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Teaching a lesson

Indonesia | West Java court makes examples of three Sunday school teachers

Issue: "New Orleans: Starting over," Sept. 24, 2005

If Indonesian radicals are keeping a tally of their wins and losses, the first two weeks of September delivered one of each. On Sept. 13 a court handed down a death sentence for a terrorist who helped plan and execute a suicide bombing that killed 10 at Jakarta's Australian embassy last year-a rare verdict compared to sentencing of terrorists in the West. By contrast, radical Muslims won a case that is little known but could be menacing for the archipelago's minority Christians.

On Sept. 1 a West Java court gave three-year sentences to three Sunday school teachers for including Muslim children in their local church program, called Happy Sunday. More specifically, the court convicted the three women under Indonesia's Child Protection Act of 2002, which prohibits influencing children to convert to a different religion. The convictions amplify a Muslim drive against church activities. But it also sets a worrying precedent.

It's the first time these laws have been used this way, said Jeff Hammond, a theological lecturer in Jakarta. "It means any Christian anywhere in the country who has a Muslim attend their activities could be accused of proselytization and Christianization."

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The three Javan women-Rebekka Zakaria, Eti Pangesti, and Ratna Bangun-were careful. Their Muslim Sunday school students received written permission from their parents allowing them to join, those who did not were turned away, and the church snapped photographs of the parents and children together. But in an unfair trial flooded with obstreperous Muslim radicals, the evidence meant little.

During a trial that lasted two months, Muslim radicals arrived in truckloads threatening to kill witnesses, judges, and defendants if the women were acquitted. One truck even bore a coffin, a belligerent reminder of how the radicals would apply Islamic justice if the court declared the women innocent. After hearing the verdict, the radicals burst into shouts of "Allahu Akbar!" or "God is great!"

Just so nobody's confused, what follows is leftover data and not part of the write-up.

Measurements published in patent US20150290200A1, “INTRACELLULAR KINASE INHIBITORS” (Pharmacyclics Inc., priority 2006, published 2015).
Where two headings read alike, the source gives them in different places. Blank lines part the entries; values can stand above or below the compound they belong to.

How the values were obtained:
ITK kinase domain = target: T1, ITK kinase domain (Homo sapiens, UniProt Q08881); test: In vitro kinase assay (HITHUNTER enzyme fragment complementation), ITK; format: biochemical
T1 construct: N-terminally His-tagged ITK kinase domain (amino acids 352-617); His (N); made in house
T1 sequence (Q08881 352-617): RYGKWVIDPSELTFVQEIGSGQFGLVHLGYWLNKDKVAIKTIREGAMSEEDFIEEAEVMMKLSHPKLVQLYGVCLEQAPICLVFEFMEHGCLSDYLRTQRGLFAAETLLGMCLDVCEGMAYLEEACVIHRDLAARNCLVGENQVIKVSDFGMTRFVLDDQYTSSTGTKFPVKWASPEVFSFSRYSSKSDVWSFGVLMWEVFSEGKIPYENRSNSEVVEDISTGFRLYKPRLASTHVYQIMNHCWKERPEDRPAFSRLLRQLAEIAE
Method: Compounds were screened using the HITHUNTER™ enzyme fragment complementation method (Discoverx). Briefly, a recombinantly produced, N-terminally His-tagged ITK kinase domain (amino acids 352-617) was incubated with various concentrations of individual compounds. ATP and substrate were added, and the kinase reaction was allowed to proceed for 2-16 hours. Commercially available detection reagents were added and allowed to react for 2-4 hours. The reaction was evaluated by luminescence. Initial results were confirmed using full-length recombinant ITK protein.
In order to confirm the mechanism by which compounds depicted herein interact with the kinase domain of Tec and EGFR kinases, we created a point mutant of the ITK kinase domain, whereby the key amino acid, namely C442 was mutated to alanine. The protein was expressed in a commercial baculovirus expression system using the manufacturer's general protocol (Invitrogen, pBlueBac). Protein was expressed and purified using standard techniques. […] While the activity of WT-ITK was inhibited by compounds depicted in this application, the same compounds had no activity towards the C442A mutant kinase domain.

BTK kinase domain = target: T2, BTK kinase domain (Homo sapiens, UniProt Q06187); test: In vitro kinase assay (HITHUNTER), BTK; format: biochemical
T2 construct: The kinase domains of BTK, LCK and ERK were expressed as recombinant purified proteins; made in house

While the Sunday school teacher trial in Indramayu garnered slight attention, it did attract a plea from former Indonesian president Abdurrahman Wahid. He wrote to the local police in Hargeulis, Indramayu, West Java, in May protesting how authorities were handling the women's case. Amazingly, police largely ignored his letter.

Mr. Hammond visits the women in prison regularly and said they remain in good spirits. Each is a housewife worried about being separated from her children, but they all hope an appeal due within three months will win them justice.

The trial, meanwhile, could be a small effort in a larger campaign to crack down on churches. Church closings are accelerating: 150 in West Java in the last three years, with about 60 in western and central Java in the last two months alone. Behind them is the national radical association, the Indonesian Council of Ulema, or MUI, the highest Islamic authority in the country.

Large Muslim movements are influential in Indonesia, promoting Islam while performing social services. Government funding for social services-about $600,000 a year, according to the Jubilee Campaign-gives MUI its teeth. In July MUI leaders issued 11 fatwas, which included renewing a decades-long ban on a moderate Islamic group and ruling that praying only in Arabic, not Indonesian, is permissible in mosques.

In West Java, MUI relies on a 1969 law requiring government-issued permits for religious buildings. In practice, Christians nationwide have found it virtually impossible to obtain the permits. One example of an obstacle, Mr. Hammond explained, is that the law requires Christians to obtain signed approval from neighborhood residents for a church building. Church leaders find that before they have time to request permission, radicals have already threatened Muslims: Sign, and your life is at risk.

With the courts confirming that Indonesians are bombing Westerners, Mr. Hammond speculates that local radicals are embarrassed by evidence that Islam is fueling global terrorism. "This rise in attacking churches could be a reaction to try and show that the Christian religion violates the law by having illegal church services," he told WORLD. The headline-grabbing terror conviction, oddly, masks what could be a more commonplace campaign by Muslim radicals to thwart Christian activity.

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